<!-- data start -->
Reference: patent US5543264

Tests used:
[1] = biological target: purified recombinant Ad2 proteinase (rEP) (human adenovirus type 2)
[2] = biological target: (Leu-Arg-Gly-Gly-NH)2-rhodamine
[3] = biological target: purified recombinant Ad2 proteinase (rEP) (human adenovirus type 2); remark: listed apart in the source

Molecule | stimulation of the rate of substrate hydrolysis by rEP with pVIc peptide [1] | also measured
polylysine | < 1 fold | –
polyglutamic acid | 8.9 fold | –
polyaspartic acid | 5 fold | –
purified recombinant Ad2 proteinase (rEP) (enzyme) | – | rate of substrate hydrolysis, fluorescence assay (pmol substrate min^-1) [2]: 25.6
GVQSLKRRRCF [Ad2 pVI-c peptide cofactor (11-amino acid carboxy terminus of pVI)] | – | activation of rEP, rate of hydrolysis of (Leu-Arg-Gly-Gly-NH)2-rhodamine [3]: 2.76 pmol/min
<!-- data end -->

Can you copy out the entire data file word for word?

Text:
Reference: patent US5543264

Tests used:
[1] = biological target: purified recombinant Ad2 proteinase (rEP) (human adenovirus type 2)
[2] = biological target: (Leu-Arg-Gly-Gly-NH)2-rhodamine
[3] = biological target: purified recombinant Ad2 proteinase (rEP) (human adenovirus type 2); remark: listed apart in the source

Molecule | stimulation of the rate of substrate hydrolysis by rEP with pVIc peptide [1] | also measured
polylysine | < 1 fold | –
polyglutamic acid | 8.9 fold | –
polyaspartic acid | 5 fold | –
purified recombinant Ad2 proteinase (rEP) (enzyme) | – | rate of substrate hydrolysis, fluorescence assay (pmol substrate min^-1) [2]: 25.6
GVQSLKRRRCF [Ad2 pVI-c peptide cofactor (11-amino acid carboxy terminus of pVI)] | – | activation of rEP, rate of hydrolysis of (Leu-Arg-Gly-Gly-NH)2-rhodamine [3]: 2.76 pmol/min